WASHINGTON, Sept. 29, 2021 /PRNewswire-PRWeb/ -- The National Alliance for Caregiving (NAC) working in partnership with the National Academy for State Health Policy (NASHP) and the Administration for Community Living (ACL), has produced a series of vignettes designed to capture the voice of our nation's caregivers. The vignettes, which were included in recommendations made by the RAISE Council to Congress, bring the hardships and needs of the country's caregivers to the foreground just ahead of National Family Caregivers Month in November.
The vignettes provide a timely, added layer of social support and recognition for those providing care. Family caregivers, the backbone of care for people with serious and long-term health conditions and disabilities in the United States, are not adequately supported by federal, state, and local policies nor by health care providers and employers. Recognizing, Assisting, Including, Supporting, and Engaging family caregivers (RAISE), leads to better care for older adults, and for children and adults with disabilities or serious health conditions. As an organization dedicated to magnifying the voice for family caregivers, NAC supports the implementation of policies that will reinforce those caring for a diverse range of people across different lifespans and experiencing different health conditions.
The term ''family caregiver'' means a family member or other individual who has a significant relationship with, and who provides a broad range of assistance to, an individual with a chronic or other health condition, disability, or functional limitation. The vignettes presented by NAC offer the experiences of individuals providing care for spouses, children or the elderly, all who have a chronic or serious illness or who are disabled.
One of the 24 caregivers featured in the vignette series, Allen shares his perspective as part of the often-overlooked 42 percent of male family caregivers. According to NAC research, male caregivers are less likely to self-identify as caregivers, and think of themselves instead as fulfilling the role of a "a good husband, son, grandson, or friend." As such, they often don't seek community support and are more likely to hide stress. Allen is also a cancer caregiver, who, he pointed out, are often overlooked since cancer itself can be well covered under health insurance. He reflected that cancer caregivers would still benefit from policies that promote respite services, tax breaks, and financial incentives for employers to better accommodate caregivers.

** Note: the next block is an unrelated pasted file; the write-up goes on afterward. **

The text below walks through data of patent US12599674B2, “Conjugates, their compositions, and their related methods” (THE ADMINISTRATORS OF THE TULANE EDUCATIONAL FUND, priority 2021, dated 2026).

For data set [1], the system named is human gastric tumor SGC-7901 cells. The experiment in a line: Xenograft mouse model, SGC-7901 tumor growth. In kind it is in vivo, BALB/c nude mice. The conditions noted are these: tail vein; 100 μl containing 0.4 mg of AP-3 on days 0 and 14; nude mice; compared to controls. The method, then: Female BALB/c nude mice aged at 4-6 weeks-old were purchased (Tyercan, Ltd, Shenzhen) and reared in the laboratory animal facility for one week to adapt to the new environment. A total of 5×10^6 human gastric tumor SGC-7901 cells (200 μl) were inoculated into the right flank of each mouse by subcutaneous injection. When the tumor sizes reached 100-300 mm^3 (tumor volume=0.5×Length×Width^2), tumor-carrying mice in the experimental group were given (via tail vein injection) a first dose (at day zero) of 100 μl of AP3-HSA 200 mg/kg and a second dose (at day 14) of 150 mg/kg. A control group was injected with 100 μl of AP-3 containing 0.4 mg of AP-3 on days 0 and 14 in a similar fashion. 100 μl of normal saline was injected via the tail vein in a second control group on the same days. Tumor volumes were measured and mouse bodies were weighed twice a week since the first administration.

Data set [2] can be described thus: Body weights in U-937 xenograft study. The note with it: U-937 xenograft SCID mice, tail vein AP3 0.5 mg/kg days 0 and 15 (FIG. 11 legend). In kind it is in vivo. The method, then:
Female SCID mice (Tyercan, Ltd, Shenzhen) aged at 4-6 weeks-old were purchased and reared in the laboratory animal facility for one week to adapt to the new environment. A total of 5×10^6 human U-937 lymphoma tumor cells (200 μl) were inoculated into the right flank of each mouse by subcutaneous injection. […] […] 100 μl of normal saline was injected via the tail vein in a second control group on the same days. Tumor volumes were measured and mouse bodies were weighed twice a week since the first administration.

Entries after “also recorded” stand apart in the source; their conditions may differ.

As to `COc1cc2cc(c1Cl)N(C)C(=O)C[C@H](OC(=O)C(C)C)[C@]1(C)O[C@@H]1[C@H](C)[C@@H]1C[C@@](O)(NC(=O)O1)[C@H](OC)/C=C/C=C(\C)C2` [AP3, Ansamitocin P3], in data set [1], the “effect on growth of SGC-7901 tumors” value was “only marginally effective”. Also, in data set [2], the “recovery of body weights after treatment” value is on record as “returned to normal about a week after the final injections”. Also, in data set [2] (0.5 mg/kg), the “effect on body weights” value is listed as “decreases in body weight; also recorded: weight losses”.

To ameliorate caregiver experiences such as Allen's, the ACL took insight collected from the vignettes as well as the recommendations from NAC and other nonprofit organizations, and included the following long-term recommendations in a report to the RAISE Council:
- Expand awareness, outreach and education for family caregivers
Five recommendations that help individuals self-identify as caregivers so that they can get the support they need.
- Partner with family caregivers in delivery of health care services and supports
Five recommendations to spur health and social service providers to proactively include family caregivers in the care plans for older adults and people with disabilities.
- Support the diverse and changing needs of family caregivers
Nine recommendations that together will increase system-wide access to flexible person- and family-centered programs, supports and services, including counseling, respite care, peer support, education and practical assistance like transportation.
The Council also recommends strengthening the paid caregiver workforce so that family caregivers have more options when it comes to hiring caregivers to assist them.
- Ensure financial and employment security for family caregivers
Four recommendations so that family caregivers aren't forced to decide between impoverishing themselves or providing care to a family member.
- Learn more about family caregivers
Three recommendations to drive better and more consistent research and data collection to assist in creating policies and interventions that help family caregivers in meaningful ways.
The RAISE Act recommendations represent partnership at its best and is based on both the lived experiences of family caregivers and evidence-based perspectives of leading experts and organizations that support family caregivers.
NAC will continue to work with other non-profits and public-private partnerships to influence change. NAC regularly engages in partnerships with other advocates for the aging and persons with disabilities to find cross-cutting solutions that will support caregiving.
For more information on how NAC supports National caregiving legislation, visit http://www.caregiving.org/advocacy
About the National Alliance for Caregiving:
NAC's mission is to build partnerships in research, advocacy, and innovation to make life better for family caregivers. Our work aims to support a society which values, supports, and empowers family caregivers to thrive at home, work, and life. As a 501(c)(3) charitable non-profit organization based in Washington, D.C., we represent a coalition of more than 60 non-profit, corporate, and academic organizations; nearly 40 family support researchers with expertise in pediatric to adult care to geriatric care; and more than 50 advocates who work on national, state and local platforms to support caregivers across the United States. In addition to our national work, NAC leads and participates in a number of global meetings on caregiving and long-term care, working closely with peer organizations in countries such as Australia, Canada, Denmark, Finland, France, Hong Kong, India and Nepal, Ireland, Israel, Japan, New Zealand, Sweden, Taiwan, and the United Kingdom.
Learn more at http://www.caregiving.org.
Etta Carter, The National Alliance for Caregiving, 2029181021, [email protected]
SOURCE The National Alliance for Caregiving